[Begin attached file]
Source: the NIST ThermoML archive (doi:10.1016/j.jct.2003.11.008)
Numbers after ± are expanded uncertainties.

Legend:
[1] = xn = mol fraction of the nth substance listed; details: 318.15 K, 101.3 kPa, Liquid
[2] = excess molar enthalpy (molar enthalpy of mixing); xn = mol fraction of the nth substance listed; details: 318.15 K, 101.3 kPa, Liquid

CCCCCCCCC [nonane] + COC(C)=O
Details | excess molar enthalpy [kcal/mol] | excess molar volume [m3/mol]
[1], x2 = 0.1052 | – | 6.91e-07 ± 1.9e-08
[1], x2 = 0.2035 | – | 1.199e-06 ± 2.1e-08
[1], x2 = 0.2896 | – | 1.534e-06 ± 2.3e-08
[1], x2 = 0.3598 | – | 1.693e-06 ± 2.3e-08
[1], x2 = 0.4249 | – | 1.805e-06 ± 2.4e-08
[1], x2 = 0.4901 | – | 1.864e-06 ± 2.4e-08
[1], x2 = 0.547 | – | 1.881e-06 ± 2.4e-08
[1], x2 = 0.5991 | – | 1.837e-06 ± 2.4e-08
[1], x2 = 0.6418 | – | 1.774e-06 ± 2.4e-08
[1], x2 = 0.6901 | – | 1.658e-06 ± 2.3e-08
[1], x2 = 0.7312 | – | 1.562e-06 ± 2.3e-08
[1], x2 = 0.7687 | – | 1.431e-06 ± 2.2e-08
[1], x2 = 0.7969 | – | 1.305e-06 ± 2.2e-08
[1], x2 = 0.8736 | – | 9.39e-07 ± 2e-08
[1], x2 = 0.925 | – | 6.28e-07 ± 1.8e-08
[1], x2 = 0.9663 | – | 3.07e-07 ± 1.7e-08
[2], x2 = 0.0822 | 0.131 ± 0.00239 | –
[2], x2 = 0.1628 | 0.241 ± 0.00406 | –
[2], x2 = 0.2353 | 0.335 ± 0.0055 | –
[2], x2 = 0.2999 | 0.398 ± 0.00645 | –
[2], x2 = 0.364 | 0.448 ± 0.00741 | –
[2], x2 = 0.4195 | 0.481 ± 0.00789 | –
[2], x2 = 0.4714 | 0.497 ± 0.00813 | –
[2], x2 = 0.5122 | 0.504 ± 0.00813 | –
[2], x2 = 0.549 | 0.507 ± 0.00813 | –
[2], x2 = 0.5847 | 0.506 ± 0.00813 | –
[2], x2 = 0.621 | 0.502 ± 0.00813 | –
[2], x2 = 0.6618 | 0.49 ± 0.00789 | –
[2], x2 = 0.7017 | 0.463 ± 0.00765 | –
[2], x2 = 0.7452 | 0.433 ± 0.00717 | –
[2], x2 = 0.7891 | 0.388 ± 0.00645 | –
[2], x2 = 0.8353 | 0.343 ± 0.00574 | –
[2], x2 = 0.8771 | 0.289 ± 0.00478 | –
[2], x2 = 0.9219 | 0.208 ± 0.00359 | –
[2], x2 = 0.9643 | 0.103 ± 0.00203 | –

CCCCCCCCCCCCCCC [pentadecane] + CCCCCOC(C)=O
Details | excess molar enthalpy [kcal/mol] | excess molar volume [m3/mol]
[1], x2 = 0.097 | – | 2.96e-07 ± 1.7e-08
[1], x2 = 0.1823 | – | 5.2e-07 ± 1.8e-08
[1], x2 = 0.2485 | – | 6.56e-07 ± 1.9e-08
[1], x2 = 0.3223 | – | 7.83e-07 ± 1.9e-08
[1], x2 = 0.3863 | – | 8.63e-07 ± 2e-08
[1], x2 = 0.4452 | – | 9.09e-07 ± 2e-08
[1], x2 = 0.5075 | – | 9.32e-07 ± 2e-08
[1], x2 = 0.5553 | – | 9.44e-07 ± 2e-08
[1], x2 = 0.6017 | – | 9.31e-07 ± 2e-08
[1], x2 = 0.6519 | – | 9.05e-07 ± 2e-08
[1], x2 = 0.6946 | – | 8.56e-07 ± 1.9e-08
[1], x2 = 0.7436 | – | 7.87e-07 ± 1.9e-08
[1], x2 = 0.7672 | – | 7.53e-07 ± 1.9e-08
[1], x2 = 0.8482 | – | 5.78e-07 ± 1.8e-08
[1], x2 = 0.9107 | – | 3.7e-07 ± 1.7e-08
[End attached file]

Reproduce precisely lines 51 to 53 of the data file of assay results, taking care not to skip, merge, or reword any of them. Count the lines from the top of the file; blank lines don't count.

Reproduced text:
[1], x2 = 0.5075 | – | 9.32e-07 ± 2e-08
[1], x2 = 0.5553 | – | 9.44e-07 ± 2e-08
[1], x2 = 0.6017 | – | 9.31e-07 ± 2e-08